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Shifting towards a ‘nature-positive’ economy

17 July, 2020

Ecosystems around the world are collapsing, with a million species threatened with extinction. But this week there was some positive news that indicated even during a crisis, some companies are still taking transformative action that will in time, we hope, make a difference in protecting our planet.

This week Kering, the luxury fashion conglomerate, announced its new sustainability strategy which hopes to bend the curve on biodiversity loss and chart a course for the entire fashion industry.

The company has committed to going beyond its own supply chain to focus on programmes that will have a net positive impact on biodiversity by 2025. Their ambitious strategy draws upon the framework offered by the Science Based Targets Network. The initial focus is on avoiding sourcing from areas where biodiversity is most threatened, and reducing impact through scaling up investment in circular processes and investing in innovations that will deliver low impact alternative materials, and investing in the regeneration of land owned by farmers in its supply chain. Where it gets interesting is in Kering’s commitment to going beyond its own footprint and protecting one million hectares of critical “irreplaceable” habitat as well as inspiring change across the entire industry. In total, Kering seeks to protect an area that is six times its own total land footprint.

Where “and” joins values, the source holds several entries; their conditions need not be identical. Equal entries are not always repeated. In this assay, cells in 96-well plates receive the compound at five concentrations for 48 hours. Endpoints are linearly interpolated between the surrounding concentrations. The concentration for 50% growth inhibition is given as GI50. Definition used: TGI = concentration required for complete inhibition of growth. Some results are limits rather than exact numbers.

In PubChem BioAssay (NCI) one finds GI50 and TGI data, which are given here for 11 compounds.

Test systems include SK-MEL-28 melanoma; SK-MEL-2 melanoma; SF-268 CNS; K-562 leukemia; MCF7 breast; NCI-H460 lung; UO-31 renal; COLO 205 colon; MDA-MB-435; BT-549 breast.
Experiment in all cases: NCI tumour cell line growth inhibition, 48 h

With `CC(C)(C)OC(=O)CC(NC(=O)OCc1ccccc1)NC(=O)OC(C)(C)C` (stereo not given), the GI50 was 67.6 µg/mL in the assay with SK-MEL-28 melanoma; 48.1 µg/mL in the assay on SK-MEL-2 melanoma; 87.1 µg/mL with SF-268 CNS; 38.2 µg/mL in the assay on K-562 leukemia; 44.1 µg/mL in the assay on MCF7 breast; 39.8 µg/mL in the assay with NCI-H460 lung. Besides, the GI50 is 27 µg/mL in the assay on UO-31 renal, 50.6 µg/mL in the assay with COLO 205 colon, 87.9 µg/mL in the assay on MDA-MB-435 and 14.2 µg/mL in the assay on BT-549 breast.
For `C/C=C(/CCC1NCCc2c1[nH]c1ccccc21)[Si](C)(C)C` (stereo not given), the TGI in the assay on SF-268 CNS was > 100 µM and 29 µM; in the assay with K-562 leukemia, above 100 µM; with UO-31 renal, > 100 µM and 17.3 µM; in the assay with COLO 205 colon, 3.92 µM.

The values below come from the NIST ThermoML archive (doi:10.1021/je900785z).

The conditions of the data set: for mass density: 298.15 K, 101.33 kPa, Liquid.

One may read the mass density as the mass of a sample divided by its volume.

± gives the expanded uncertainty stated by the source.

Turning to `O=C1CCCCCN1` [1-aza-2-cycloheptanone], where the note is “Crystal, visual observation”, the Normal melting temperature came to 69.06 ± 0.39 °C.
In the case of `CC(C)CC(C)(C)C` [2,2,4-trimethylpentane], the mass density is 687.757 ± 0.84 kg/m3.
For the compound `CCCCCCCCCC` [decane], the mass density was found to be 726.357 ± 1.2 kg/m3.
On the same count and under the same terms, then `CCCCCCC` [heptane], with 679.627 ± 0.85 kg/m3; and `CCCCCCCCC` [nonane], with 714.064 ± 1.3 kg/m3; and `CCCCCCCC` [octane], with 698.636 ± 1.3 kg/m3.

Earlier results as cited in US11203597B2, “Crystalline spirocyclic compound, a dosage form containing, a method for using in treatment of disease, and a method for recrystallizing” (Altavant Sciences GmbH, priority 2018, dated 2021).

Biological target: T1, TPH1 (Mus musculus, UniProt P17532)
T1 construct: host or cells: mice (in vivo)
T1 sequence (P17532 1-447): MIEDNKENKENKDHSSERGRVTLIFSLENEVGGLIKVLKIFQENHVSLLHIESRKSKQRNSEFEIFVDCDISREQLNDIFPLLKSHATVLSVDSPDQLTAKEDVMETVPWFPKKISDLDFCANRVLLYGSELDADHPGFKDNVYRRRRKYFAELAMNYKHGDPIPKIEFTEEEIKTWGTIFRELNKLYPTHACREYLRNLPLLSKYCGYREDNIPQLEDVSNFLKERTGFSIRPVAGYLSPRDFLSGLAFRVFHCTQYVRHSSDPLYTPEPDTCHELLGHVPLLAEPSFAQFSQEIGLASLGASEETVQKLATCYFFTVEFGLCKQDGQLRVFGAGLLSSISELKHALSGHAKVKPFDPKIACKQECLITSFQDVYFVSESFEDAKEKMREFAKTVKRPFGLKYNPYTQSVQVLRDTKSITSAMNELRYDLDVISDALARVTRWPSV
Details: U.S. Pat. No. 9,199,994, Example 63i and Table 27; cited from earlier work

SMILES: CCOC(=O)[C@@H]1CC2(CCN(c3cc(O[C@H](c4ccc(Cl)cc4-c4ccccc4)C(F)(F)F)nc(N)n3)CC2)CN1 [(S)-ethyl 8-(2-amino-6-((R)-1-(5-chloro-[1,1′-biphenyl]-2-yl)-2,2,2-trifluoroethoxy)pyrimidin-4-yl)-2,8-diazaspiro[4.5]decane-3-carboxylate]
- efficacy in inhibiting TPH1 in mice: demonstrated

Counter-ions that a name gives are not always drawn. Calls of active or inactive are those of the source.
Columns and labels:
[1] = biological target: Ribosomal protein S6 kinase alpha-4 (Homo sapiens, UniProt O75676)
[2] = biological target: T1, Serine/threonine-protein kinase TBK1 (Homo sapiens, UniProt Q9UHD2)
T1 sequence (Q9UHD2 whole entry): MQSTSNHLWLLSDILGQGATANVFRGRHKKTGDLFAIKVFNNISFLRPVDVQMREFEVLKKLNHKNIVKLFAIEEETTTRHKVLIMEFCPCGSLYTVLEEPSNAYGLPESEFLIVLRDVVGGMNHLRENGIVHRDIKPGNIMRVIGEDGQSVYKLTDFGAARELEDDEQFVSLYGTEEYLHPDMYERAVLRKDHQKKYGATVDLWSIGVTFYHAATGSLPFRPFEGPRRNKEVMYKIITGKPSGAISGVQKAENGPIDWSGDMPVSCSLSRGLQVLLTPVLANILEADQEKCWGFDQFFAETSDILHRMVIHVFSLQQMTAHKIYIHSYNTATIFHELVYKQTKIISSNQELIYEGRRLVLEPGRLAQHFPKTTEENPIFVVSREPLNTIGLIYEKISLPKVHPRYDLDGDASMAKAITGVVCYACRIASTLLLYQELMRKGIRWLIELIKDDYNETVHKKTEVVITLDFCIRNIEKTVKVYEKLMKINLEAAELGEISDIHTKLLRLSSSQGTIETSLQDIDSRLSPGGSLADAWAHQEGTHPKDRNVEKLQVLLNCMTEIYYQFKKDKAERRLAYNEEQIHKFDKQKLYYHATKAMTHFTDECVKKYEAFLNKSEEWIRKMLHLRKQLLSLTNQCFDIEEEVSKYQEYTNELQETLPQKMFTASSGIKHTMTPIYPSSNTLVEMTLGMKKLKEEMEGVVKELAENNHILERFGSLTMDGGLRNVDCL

We hope other companies will be inspired by Kering to create their own regenerative interventions to ensure a future where business operates safely within our planetary boundaries.

By Gemma Coate

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